My wisdom says, God is good in all things, even this, and you will see your son again. I have a relationship with Christ. He died for me so that I might live, so that my son is in heaven in his arms right now. Wisdom also says my family is the body of Christ and serving in His mission can bring many more into the fold. Basically, it will be hard, it will be tough, it hurts now, and there is more hurt to come, but in the end the eternal consequences for obedience to the Lord and loving His people, will bring about a happiness and joy greater than any experience here during this earthly existence. Wisdom says stay in ministry and keep up the fight.
     That is a pretty intense example so let me put it on a lower level. There have now been three times where emotions have really taken over me and I have punched a filing cabinet, a door, and a wall. I was overwhelmed with anger and hurt and lashed out beating these objects with one solid knockout...I think I almost broke my wrist on the filing cabinet and each time it hurt like crazy and didn't really make me feel any better. Most of you would probably agree with this statement,"duh!" Wisdom would say, that wood is stronger than skin, bad idea. Emotion said, "aaaaaaaaaaaaahhhhhhhhhhh! PUNCH! Owe! Dang it! This really hurts!"
     As I read my own thoughts it sure seems like one is easier and I guess that is my point. When emotions rule my decisions, wisdom comes in second. When wisdom rules my decisions, it doesn't necessarily feel all that good. Obviously, there are other circumstances in which we can make different points for emotions and wisdom being more closely connected and yes the two can work together, but writing about that wouldn't make me FEEL good (LOL). One of them is generally the winner and master which our decisions and behaviors follow.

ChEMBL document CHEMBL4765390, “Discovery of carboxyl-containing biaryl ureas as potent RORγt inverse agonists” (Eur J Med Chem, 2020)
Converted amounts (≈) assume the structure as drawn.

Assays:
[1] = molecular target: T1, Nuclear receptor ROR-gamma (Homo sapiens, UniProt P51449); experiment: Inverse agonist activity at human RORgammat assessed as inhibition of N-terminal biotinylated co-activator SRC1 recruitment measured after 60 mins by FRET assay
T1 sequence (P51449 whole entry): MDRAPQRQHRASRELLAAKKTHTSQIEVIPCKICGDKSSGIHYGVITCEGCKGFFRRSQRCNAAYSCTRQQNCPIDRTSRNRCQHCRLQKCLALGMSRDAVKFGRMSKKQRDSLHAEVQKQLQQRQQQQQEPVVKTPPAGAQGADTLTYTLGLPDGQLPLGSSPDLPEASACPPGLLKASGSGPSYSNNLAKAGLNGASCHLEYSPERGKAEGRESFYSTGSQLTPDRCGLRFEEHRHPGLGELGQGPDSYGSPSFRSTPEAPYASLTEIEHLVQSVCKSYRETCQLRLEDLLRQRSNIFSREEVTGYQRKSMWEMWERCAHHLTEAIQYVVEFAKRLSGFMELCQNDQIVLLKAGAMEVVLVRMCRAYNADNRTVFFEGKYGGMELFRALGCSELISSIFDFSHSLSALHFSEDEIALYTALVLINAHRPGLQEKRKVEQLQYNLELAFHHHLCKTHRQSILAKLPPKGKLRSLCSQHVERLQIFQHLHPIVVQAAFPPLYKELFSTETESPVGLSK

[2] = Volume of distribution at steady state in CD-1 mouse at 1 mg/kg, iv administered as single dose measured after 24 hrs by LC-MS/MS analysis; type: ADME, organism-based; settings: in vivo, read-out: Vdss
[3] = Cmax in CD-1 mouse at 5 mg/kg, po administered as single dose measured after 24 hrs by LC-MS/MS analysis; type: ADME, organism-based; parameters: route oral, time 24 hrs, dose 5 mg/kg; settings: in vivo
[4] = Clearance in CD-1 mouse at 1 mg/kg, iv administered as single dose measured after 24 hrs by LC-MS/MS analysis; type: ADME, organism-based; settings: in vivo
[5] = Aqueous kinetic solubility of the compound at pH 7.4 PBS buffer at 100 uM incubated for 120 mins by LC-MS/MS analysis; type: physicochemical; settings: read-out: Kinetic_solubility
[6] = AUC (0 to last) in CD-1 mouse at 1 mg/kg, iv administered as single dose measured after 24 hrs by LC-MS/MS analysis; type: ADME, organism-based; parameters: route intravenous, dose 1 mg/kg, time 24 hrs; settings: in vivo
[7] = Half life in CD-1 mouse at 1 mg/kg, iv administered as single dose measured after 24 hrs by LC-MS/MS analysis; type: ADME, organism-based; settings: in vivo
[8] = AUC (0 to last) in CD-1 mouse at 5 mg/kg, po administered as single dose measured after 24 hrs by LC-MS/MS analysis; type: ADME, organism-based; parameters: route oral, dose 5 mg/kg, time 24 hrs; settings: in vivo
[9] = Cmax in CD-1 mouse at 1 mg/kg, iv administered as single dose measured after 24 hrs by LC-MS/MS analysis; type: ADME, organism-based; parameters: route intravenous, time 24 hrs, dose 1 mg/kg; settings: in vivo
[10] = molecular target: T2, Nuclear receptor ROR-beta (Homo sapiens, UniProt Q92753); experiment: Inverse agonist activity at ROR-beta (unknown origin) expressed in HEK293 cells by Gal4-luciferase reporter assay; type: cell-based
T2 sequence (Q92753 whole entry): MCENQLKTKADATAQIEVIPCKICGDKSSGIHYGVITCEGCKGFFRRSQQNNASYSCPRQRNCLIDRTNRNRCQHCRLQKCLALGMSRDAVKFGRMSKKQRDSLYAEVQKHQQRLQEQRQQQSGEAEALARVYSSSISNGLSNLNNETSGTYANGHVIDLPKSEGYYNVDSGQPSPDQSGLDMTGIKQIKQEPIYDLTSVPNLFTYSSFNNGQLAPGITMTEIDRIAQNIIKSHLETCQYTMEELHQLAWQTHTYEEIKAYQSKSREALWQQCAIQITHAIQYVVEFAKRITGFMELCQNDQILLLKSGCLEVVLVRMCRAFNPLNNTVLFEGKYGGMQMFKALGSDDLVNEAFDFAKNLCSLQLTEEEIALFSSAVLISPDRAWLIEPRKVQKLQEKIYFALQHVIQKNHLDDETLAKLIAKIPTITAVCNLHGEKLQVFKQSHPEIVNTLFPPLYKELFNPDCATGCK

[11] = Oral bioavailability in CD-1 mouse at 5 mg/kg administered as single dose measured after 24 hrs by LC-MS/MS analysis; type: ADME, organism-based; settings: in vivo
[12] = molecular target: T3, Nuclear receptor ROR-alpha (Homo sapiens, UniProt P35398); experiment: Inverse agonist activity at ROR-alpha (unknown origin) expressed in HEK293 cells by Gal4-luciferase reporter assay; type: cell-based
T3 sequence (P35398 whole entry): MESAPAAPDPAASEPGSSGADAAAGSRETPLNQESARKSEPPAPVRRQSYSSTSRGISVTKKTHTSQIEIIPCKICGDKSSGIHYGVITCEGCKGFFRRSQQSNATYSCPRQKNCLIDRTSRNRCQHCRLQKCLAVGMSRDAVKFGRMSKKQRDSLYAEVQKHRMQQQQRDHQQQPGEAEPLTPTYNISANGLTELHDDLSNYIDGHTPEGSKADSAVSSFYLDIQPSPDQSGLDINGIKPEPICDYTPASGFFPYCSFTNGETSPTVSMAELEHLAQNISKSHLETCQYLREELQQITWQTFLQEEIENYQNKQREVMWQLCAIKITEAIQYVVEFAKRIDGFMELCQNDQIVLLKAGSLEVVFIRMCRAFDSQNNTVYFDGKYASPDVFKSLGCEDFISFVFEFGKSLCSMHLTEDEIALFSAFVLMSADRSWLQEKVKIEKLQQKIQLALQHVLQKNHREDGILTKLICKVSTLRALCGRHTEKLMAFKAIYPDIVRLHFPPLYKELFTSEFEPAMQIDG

1. Very well written, El Philio, and thought out, to boot. And, uh, I agree with the Pigs vs People some days as well.

  2. Wow, what a glimpse into the soul of anguish. Although I don't have great insight or profound wisdom to share, this I know: although the Lord cares about everything regarding us, He is more concerned about our character development than happiness in our present circumstance. Enough already, huh? You are doing SO well, Phil. Keep standing!
    With that being said, my one truth I know I can tell you is simple: No matter what, in the end, WE WIN! :-)

  3. Hi Phil,

    So very hard to imagine your loss. It kind of takes ones breath away and leaves the body in physical pain, and the brain struggling to comprehend what is happening, eh?
    That God is in the moment of both emotion and wisdom and able to handle their diversity gives us pause. Hmm. I like how you are able to separate the internal conflict of ministry and preservation. No answer, here. But I admire your susinct-ness.
    Looking forward to seeing you again. Oh, and you don't have to hide from this process or be any stronger than you are at any one moment - it is in our weakness - this weakness - that God is made perfect. Something to ponder. love from Susan J S Goerz

  4. Obedience is the master of both wisdom and emotions. Sometimes obedience to Christ confounds both.